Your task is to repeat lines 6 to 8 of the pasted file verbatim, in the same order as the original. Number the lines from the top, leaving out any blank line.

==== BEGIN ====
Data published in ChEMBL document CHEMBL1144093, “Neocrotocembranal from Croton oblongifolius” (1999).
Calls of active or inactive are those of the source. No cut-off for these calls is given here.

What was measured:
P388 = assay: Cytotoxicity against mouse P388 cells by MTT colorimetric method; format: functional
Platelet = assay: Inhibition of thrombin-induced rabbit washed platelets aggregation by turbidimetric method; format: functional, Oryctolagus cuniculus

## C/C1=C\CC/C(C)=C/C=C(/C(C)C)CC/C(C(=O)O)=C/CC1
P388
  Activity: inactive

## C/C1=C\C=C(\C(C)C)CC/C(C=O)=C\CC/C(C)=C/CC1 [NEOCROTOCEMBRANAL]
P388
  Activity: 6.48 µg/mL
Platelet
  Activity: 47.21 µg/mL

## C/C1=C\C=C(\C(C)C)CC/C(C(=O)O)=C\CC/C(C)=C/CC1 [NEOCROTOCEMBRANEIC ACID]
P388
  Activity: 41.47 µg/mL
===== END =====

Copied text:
## C/C1=C\CC/C(C)=C/C=C(/C(C)C)CC/C(C(=O)O)=C/CC1
P388
  Activity: inactive